Basic Education Minister Angie Motshekga has disclosed that most schools in South Africa are falling behind in completing this year’s curriculum.
Speaking to parents at Marhulana Primary School in Tembisa, Kempton Park; as part of Mandela Month; Motshekga opined that only 40% of the curriculum has been covered so far – meaning schools would not complete the curriculum before the year runs out.
The minister expressed sadness over the trend; stating that the trend of not completing curriculum usually affects students when they move over to high school.
“That’s why our children don’t cope in high school and drop out. This is a major problem because they have to be put in microwaves and we have to hold Saturday classes to help the learners catch up with what they have missed,” she said.
She enjoined parents to help curb this menace by making their children spend more time with their books.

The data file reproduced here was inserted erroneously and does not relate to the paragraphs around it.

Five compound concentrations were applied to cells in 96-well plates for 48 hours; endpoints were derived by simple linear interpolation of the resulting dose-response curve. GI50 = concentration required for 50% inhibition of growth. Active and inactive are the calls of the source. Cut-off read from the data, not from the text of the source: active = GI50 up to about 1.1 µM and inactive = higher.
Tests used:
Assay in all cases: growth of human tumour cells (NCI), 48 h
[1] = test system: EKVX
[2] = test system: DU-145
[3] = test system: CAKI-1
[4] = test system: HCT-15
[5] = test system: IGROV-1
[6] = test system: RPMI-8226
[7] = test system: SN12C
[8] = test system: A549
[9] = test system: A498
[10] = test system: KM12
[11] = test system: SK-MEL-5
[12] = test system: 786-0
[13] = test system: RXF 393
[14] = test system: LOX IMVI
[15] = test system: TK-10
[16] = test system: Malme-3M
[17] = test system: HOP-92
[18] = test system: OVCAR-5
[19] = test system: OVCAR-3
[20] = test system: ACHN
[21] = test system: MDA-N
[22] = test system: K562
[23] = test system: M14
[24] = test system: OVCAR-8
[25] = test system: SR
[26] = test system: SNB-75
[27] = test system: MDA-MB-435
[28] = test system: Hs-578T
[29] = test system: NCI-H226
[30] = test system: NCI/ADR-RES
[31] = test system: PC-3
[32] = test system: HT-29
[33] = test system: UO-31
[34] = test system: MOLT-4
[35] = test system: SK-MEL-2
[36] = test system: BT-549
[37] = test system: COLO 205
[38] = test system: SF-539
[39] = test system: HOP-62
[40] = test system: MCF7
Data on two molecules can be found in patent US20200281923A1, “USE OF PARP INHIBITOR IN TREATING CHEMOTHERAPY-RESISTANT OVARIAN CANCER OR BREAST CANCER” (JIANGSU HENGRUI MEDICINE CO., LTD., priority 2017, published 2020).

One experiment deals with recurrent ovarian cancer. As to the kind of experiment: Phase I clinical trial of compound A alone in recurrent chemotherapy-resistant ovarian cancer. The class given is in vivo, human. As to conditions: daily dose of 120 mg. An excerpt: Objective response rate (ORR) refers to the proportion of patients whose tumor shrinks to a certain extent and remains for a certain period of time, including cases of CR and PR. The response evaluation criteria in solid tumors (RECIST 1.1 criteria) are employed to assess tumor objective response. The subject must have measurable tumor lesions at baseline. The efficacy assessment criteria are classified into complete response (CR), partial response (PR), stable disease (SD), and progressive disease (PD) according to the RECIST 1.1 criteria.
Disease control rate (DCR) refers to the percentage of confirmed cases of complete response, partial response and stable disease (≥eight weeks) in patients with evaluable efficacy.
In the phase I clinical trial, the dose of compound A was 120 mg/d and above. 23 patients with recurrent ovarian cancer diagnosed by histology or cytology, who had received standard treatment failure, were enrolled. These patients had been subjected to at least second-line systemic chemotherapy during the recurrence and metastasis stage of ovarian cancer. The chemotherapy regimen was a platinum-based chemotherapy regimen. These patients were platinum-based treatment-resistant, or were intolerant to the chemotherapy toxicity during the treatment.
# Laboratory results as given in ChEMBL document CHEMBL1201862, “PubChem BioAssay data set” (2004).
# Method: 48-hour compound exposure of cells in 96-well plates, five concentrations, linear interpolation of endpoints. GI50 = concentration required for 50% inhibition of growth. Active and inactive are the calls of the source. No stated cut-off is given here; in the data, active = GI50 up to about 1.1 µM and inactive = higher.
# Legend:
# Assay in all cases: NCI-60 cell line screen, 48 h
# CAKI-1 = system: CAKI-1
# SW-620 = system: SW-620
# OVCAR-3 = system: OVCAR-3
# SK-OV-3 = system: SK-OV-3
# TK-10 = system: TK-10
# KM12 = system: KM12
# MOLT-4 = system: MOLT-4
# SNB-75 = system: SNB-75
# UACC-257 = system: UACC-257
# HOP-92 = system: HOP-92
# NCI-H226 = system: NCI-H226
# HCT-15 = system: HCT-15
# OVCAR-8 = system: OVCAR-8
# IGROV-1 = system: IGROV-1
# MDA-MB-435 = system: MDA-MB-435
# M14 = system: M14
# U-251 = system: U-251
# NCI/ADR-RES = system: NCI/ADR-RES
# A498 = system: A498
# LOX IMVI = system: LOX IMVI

“Our people are not reading. We have have a report that says 85% of our people don’t read. People are watching soapies with their children and no one reads. Parents, please let’s make sure that our children read,” she said.
Marhulana Primary School in Tembisa, Kempton Park is one of the oldest schools in South Africa.
During the visit, Motshekga was accompanied by President Jacob Zuma, Gauteng Premier David Makhura and Education MEC Panyaza Lesufi.
While the event lasted, Zuma and his entourage inspected conditions at the school and interacted with pupils in the school.
Meanwhile, the minister has refuted claims that South Africa’s schooling system has increased from 12 years to 25 years.
As gathered, a reports had claimed that the Department of Basic education confirmed that the schooling period will be increased come next year.
Motshekga said the report is untrue.